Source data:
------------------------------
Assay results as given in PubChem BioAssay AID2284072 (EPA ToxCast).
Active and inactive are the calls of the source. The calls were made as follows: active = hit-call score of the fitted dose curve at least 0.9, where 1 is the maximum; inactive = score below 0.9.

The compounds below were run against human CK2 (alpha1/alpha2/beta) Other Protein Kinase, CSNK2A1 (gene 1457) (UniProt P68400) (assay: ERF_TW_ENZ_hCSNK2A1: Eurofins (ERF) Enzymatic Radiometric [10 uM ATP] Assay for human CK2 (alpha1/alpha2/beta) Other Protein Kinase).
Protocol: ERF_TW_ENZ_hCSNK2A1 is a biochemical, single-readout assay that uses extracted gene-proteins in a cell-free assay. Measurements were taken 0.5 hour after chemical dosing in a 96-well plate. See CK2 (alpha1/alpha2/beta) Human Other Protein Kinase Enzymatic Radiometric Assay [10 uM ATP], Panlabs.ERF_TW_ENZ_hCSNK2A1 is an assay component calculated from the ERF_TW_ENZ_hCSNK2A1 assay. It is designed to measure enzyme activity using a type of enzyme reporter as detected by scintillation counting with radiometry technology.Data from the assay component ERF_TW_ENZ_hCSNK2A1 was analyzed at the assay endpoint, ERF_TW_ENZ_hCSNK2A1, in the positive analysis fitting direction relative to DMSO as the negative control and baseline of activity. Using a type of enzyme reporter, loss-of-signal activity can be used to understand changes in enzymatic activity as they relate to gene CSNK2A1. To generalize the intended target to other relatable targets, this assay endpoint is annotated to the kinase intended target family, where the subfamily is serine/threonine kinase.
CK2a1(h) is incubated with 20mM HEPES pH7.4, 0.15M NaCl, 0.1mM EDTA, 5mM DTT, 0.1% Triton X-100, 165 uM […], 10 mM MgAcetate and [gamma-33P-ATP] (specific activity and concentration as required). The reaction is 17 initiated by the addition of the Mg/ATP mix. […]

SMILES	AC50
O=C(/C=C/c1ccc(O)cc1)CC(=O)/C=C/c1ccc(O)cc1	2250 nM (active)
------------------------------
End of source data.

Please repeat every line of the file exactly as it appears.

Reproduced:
Assay results as given in PubChem BioAssay AID2284072 (EPA ToxCast).
Active and inactive are the calls of the source. The calls were made as follows: active = hit-call score of the fitted dose curve at least 0.9, where 1 is the maximum; inactive = score below 0.9.

The compounds below were run against human CK2 (alpha1/alpha2/beta) Other Protein Kinase, CSNK2A1 (gene 1457) (UniProt P68400) (assay: ERF_TW_ENZ_hCSNK2A1: Eurofins (ERF) Enzymatic Radiometric [10 uM ATP] Assay for human CK2 (alpha1/alpha2/beta) Other Protein Kinase).
Protocol: ERF_TW_ENZ_hCSNK2A1 is a biochemical, single-readout assay that uses extracted gene-proteins in a cell-free assay. Measurements were taken 0.5 hour after chemical dosing in a 96-well plate. See CK2 (alpha1/alpha2/beta) Human Other Protein Kinase Enzymatic Radiometric Assay [10 uM ATP], Panlabs.ERF_TW_ENZ_hCSNK2A1 is an assay component calculated from the ERF_TW_ENZ_hCSNK2A1 assay. It is designed to measure enzyme activity using a type of enzyme reporter as detected by scintillation counting with radiometry technology.Data from the assay component ERF_TW_ENZ_hCSNK2A1 was analyzed at the assay endpoint, ERF_TW_ENZ_hCSNK2A1, in the positive analysis fitting direction relative to DMSO as the negative control and baseline of activity. Using a type of enzyme reporter, loss-of-signal activity can be used to understand changes in enzymatic activity as they relate to gene CSNK2A1. To generalize the intended target to other relatable targets, this assay endpoint is annotated to the kinase intended target family, where the subfamily is serine/threonine kinase.
CK2a1(h) is incubated with 20mM HEPES pH7.4, 0.15M NaCl, 0.1mM EDTA, 5mM DTT, 0.1% Triton X-100, 165 uM […], 10 mM MgAcetate and [gamma-33P-ATP] (specific activity and concentration as required). The reaction is 17 initiated by the addition of the Mg/ATP mix. […]

SMILES	AC50
O=C(/C=C/c1ccc(O)cc1)CC(=O)/C=C/c1ccc(O)cc1	2250 nM (active)